Arguably, the most brightly colored frogs in the world are poison dart frogs (also known as poison arrow frogs or dendrobatids). These frogs live in wet tropical forests in Central and South America where their diet contributes to the toxins they secrete through their skin.
Poison frogs are commonly called poison arrow and poison dart frogs due to native Indian tribes reportedly rubbing their arrow tips on the frogs’ backs before hunting. However, only three species have been documented as actually being used for this purpose, including the golden poison frog, the most toxic of all frog species.
All three of these documented species belong to the genus Phyllobates and not Dendrobates, the genus that includes the most brightly colored of poison frogs that are most often recognized as “poison dart frogs.”
Dendrobatids are commonly known as poison arrow and poison dart frogs due to native Indian tribes reportedly rubbing their arrow tips on the frogs’ backs before hunting. However, only three species have been documented as actually being used for this purpose, including the golden dart frog (Phyllobates terribilis), the most toxic of all frog species. Much medical research is now being done with the alkaloid toxin, batrachotoxin, that the P. terribilis secretes. Researchers are trying to develop muscle relaxants, heart stimulants and anesthetics from the batrachotoxin. This toxin is 200 times more potent than morphine.
Poison frogs are known for their beautiful colors, and amphibians that have toxic skin secretions tend to have bright warning colors or patterns. It is theorized that these colors function as a visual warning, a learned response on the part of the predator. A predator that finds a certain kind of amphibian to be distasteful will associate the warning color with the bad taste and after one or more such experiences, will recognize the distasteful species and refrain from attacking. Aposematic coloration usually involves red, orange or yellow. Some animals have bright coloration that does not correlate to toxicity, presumably mimicking those animals in which color truly is a warning. Funny enough though, the toxic only affects the victim if it is injected into the blood stream. Licking one of these frogs does nothing at all, sans tasting terrible.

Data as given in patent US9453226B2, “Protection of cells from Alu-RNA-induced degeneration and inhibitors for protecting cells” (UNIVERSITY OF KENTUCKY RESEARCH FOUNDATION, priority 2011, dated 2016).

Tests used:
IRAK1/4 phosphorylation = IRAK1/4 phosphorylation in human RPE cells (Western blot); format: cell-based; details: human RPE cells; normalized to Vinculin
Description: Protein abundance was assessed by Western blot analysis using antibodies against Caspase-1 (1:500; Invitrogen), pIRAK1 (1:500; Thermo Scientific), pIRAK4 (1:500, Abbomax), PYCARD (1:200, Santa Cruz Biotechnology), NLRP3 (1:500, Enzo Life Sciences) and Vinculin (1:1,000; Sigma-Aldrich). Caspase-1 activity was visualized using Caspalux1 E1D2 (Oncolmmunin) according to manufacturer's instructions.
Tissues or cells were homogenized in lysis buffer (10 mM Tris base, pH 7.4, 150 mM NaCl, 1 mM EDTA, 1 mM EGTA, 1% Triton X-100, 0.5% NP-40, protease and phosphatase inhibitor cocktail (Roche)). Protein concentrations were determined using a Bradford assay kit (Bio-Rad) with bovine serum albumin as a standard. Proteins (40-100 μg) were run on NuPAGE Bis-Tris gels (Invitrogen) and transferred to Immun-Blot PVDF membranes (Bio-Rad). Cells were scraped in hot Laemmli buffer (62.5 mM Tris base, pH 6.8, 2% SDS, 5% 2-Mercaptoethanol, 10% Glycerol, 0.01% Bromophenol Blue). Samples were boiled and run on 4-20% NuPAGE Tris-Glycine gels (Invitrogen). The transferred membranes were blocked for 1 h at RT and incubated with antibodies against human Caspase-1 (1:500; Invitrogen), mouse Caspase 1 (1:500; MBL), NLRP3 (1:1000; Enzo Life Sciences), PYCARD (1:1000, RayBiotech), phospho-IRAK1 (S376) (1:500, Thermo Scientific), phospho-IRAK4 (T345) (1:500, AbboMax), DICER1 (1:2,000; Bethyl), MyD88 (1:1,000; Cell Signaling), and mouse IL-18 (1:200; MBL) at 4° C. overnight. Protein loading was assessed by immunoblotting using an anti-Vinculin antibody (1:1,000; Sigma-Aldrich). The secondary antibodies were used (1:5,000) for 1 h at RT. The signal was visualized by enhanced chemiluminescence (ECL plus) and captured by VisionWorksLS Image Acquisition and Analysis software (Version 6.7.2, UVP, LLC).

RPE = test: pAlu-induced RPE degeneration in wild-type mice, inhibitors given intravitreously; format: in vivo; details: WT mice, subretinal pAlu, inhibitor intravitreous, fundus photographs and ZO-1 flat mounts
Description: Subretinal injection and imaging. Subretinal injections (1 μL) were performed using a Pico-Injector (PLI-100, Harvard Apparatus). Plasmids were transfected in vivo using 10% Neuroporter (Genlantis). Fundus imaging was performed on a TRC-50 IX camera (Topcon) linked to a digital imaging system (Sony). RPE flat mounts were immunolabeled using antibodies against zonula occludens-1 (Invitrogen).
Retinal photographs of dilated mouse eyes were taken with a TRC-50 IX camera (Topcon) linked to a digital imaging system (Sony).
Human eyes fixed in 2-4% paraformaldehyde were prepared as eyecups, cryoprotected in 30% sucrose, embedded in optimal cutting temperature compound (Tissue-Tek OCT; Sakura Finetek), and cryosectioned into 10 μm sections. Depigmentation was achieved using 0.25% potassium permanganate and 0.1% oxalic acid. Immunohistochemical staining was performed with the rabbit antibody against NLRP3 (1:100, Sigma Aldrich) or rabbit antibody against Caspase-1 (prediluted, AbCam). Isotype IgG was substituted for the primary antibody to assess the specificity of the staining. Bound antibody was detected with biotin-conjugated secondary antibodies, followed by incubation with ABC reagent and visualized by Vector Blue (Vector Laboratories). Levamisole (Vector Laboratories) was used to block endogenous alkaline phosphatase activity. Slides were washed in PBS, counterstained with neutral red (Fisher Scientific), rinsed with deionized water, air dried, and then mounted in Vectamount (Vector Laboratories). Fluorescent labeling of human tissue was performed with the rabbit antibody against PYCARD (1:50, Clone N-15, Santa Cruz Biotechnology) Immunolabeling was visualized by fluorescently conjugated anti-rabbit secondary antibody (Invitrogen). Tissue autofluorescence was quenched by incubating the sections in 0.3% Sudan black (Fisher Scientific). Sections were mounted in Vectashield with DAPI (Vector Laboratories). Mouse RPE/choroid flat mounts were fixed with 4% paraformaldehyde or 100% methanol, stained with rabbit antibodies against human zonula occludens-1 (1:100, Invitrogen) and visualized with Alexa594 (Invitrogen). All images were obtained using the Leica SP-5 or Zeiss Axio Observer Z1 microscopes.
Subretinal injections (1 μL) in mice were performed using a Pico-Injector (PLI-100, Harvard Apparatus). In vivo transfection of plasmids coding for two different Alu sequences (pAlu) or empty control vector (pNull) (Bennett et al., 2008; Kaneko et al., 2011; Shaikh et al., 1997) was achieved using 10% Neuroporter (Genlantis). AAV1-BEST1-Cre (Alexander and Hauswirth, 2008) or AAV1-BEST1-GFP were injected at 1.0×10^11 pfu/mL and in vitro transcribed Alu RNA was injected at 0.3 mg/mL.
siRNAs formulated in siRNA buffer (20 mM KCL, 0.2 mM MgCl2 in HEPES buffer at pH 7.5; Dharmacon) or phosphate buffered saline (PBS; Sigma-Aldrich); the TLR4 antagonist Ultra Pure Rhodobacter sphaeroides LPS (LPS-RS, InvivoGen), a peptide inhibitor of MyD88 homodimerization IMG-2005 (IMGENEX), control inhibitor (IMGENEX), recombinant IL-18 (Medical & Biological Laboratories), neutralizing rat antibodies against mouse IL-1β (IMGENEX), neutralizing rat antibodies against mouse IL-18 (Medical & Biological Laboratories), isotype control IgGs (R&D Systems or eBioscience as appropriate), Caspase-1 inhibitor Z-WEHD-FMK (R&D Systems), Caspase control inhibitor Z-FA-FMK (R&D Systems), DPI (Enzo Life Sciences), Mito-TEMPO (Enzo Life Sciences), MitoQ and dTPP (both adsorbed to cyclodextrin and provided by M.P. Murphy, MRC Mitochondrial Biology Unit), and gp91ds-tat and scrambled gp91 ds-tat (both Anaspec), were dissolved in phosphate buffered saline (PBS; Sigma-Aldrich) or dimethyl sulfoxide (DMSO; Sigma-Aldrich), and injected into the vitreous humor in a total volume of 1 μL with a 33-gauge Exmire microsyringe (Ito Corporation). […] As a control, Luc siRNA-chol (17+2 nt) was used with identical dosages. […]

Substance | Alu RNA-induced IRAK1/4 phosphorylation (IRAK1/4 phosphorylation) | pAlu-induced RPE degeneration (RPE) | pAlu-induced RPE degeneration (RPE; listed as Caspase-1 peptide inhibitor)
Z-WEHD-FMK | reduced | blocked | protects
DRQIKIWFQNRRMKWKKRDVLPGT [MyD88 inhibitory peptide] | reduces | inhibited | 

Poison frogs are generally small species, about 0.75 to 1.5 inches (20 to 40 millimeters) in length.
Poison frogs can be heard calling in the flooded forests. Most species of frogs have well-developed vocal structures capable of producing a variety of sounds that serve to attract mates, advertise territories or express distress. Sound production is often the most common form of communication in animals that jump or fly because they would otherwise have a difficult time communicating by scent. Frogs produce sounds using their laryngeal apparatuses (larynx/vocal chords) and most males have vocal sacs that function as resonating chambers. Species of frogs can be identified based on their calls.
Poison frogs feed mostly on small insects such as ants, termites, and toxic mites, which they find on the forest floor. Many species capture their prey by using their sticky, retractable tongues. Scientists believe that poison frogs gain (or synthesize) their poison from a specific arthropod and other insects that they eat in the wild and that these insects most likely acquire the poison from their plant diet. As a result, poison frogs in captivity, on a diet of crickets and other non-poisonous insects are not poisonous.
Did you know that most species have omnivorous tadpoles that will eat all sorts of food from algae and detritus to insect larvae and dead insects? Some species tend to be more carnivorous (such as the tri-colored poison frog) and eat insect larvae and other tadpoles. Females of some poison frog species place individual tadpoles in water in bromeliads and then periodically return to the site of each tadpole and deposit unfertilized eggs, which the tadpoles eat.
Nearly all dart frogs are diurnal.
Poison frogs in general can live for over 10-15 years in captivity. Although, they tend to live shorter lives in the wild.
Sources: Wikipedia & Smithsonian Zoo